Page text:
Travel back with me, reader, 60 years in time. It’s 1953. Two booms are in full swing: one economic, the other reproductive; the first fueled largely by the Korean War, the second, in part, by the first. Among the 2 million babies born in Japan that year — nearly twice as many as were born this year — were two who lately, approaching 60, were the center of an acrimonious court clash — which is not, except peripherally, the subject of this story.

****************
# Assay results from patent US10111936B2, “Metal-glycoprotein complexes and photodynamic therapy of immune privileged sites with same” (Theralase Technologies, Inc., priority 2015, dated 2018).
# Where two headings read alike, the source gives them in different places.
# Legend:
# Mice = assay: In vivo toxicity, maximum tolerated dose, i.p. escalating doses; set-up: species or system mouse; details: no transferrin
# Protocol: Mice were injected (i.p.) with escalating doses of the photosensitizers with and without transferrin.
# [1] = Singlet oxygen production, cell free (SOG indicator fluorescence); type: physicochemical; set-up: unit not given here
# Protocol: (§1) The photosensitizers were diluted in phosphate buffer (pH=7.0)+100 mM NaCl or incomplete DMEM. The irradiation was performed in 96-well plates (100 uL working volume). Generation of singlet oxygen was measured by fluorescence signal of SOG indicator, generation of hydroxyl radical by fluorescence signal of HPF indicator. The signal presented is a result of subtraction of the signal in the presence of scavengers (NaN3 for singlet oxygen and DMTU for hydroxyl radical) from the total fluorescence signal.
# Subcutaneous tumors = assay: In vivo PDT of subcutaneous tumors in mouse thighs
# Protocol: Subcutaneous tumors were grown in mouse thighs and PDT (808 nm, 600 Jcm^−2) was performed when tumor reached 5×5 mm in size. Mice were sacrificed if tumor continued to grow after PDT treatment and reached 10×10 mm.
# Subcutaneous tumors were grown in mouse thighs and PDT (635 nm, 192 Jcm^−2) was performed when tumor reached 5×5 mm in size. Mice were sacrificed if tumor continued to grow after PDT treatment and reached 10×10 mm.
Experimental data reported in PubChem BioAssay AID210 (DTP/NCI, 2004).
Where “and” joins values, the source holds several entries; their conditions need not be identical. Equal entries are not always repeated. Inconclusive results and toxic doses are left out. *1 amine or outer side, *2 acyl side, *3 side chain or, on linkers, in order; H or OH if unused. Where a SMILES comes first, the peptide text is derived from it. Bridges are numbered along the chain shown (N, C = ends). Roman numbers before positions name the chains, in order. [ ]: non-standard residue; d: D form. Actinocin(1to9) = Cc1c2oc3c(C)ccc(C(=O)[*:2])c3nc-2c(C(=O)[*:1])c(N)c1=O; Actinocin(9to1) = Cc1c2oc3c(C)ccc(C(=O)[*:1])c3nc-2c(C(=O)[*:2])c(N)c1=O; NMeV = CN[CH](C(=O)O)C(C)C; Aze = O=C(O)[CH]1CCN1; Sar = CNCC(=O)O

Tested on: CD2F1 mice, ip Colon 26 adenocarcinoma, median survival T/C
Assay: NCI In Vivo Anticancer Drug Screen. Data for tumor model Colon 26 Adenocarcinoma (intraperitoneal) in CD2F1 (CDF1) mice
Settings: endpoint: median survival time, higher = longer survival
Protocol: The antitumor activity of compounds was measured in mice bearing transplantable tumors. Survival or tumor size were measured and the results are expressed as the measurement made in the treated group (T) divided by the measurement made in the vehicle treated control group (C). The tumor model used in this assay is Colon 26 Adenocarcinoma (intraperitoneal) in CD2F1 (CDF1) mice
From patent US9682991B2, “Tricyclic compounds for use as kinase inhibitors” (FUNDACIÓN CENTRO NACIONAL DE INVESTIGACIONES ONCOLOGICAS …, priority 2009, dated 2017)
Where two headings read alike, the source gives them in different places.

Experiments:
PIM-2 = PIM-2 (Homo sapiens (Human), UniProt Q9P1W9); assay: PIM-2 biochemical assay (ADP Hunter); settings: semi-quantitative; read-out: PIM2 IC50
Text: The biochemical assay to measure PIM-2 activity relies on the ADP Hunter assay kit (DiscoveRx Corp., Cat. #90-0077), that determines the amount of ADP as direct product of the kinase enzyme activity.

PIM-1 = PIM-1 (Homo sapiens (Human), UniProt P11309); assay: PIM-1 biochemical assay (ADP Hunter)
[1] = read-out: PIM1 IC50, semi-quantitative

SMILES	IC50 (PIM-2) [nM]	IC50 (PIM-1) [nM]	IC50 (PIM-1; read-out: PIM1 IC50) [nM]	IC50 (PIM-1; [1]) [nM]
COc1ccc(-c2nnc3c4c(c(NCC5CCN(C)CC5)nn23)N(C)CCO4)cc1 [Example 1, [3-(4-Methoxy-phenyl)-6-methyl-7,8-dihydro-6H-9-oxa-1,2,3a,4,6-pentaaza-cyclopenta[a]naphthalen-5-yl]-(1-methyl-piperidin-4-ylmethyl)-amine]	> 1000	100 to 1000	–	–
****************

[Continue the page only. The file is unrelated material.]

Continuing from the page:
The two were born on the same day — March 30, 1953 — at the same hospital: the Sanikukai in Tokyo’s Sumida Ward. Back then, there was as much pressure on maternity hospitals as there is today on senior-citizen facilities. Demand outpaced supply. Maternity ward nurses were run off their feet, as are caregivers for the elderly today.

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